That’s absolutely what will happen. That was my concern a few weeks back, when they were going on and on about how patient they will be, when their “patience” will extend for literally one more season until they will sign whoever will come here next year for $32 million a year.
We just have to hope that somehow someone good does want to come here.
Exactly. The only reason to do this now instead of waiting until next summer is because you’re already planning on spending that money. Plus, they’re going feel pressure to spend that cap space in 2019 in order to justify the cap hits in 2020 and 2021.
It’s not just the Knicks, teams with cap space and the stated will to sign free agents almost always do it, and often to their detriment, because they don’t get the person they wanted and they spend the money anyway.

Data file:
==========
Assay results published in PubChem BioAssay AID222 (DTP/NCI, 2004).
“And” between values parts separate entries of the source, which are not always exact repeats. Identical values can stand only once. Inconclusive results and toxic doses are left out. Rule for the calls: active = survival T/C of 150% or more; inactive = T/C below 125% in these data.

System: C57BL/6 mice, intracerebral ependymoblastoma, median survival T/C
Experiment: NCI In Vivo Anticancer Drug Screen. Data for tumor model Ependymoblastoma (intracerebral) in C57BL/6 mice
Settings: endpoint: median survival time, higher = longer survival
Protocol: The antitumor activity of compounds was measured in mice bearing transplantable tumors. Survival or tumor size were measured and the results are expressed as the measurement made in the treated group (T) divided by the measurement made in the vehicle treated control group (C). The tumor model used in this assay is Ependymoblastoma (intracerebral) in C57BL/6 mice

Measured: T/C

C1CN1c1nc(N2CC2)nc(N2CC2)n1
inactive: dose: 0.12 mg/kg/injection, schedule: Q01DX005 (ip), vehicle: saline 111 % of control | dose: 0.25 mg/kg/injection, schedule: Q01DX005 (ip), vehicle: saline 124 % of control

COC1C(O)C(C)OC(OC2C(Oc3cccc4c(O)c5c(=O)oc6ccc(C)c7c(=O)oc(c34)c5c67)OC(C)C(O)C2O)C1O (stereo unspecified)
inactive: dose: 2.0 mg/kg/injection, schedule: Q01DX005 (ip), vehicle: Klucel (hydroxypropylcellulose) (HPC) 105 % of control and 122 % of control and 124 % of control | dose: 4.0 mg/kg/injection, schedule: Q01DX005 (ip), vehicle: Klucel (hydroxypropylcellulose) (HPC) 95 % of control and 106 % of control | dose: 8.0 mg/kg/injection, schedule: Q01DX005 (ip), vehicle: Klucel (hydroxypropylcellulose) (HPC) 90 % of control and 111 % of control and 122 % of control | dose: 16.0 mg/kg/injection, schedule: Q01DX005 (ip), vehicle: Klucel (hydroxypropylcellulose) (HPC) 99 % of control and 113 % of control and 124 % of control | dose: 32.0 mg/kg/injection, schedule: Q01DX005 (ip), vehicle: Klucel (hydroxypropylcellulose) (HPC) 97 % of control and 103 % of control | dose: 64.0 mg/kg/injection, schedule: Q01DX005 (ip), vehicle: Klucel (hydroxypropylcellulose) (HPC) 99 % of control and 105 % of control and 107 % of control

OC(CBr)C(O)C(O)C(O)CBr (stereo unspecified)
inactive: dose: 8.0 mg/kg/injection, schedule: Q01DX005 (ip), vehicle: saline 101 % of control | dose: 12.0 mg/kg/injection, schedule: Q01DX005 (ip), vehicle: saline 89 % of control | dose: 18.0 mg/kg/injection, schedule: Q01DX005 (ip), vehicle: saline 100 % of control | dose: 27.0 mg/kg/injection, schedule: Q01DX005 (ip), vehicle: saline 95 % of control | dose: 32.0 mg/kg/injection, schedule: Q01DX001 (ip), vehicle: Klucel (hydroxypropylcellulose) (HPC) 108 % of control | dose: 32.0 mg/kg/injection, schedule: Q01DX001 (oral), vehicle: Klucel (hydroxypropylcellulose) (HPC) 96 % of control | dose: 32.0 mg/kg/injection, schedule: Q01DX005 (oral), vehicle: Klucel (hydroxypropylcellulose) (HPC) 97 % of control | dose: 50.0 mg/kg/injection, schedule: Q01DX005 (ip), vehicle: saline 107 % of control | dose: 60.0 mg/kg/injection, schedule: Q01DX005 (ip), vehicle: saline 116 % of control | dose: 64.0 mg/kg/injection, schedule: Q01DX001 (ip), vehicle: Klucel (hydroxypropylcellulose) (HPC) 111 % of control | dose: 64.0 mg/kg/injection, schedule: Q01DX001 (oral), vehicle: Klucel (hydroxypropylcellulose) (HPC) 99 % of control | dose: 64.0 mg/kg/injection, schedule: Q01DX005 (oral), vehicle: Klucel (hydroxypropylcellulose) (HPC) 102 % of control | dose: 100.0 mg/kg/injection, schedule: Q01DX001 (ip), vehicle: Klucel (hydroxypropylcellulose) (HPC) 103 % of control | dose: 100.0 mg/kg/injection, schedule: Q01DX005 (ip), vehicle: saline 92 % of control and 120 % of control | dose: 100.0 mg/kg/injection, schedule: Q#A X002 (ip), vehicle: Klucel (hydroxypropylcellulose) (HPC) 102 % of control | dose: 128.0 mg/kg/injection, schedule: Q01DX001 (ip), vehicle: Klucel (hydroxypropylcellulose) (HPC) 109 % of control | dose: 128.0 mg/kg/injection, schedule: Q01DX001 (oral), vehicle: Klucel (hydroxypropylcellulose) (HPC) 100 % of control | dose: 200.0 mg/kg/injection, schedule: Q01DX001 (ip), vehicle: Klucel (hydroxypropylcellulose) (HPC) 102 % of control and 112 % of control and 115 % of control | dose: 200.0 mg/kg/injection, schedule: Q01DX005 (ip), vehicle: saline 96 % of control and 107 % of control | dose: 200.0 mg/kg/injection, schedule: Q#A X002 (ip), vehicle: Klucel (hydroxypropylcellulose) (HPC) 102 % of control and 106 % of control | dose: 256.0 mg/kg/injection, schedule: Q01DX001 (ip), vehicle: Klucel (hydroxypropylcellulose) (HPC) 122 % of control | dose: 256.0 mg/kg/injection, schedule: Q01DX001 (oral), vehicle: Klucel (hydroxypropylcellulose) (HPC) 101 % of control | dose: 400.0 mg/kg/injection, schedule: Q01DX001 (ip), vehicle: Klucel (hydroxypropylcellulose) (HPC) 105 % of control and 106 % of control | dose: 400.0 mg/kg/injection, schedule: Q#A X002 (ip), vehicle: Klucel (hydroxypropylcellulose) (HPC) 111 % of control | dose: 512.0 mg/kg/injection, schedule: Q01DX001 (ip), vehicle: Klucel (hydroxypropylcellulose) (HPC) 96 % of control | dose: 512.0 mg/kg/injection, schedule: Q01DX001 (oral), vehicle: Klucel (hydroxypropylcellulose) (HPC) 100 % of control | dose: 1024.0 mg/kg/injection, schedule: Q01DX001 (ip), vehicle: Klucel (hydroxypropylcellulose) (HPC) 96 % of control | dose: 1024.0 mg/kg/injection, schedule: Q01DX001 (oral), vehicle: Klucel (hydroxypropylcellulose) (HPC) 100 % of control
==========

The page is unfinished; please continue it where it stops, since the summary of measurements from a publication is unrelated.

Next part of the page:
I hate this, but mostly bc I hate the original decision to give Noah this awful contract in the first place.
Given that we are locked into it, I have to reserve judgement on mills and Perry until next summer. They may have reason to believe they can actually sign a max free agent.
If they do, this is a no-brainer. If they don’t, this is dumb.
I know it makes sense to say they should wait, but they might have done their homework. And there is benefit to not having a cancer in the locker room. It may not be worth 6.5mm over three years, but it does have value
1. Take meeting with Kevin Durant
2. Kevin Durant signs with a team that’s actually good
3. Sign Kyrie Irving so when he recovers from his knee replacement you’ll still have an elite superstar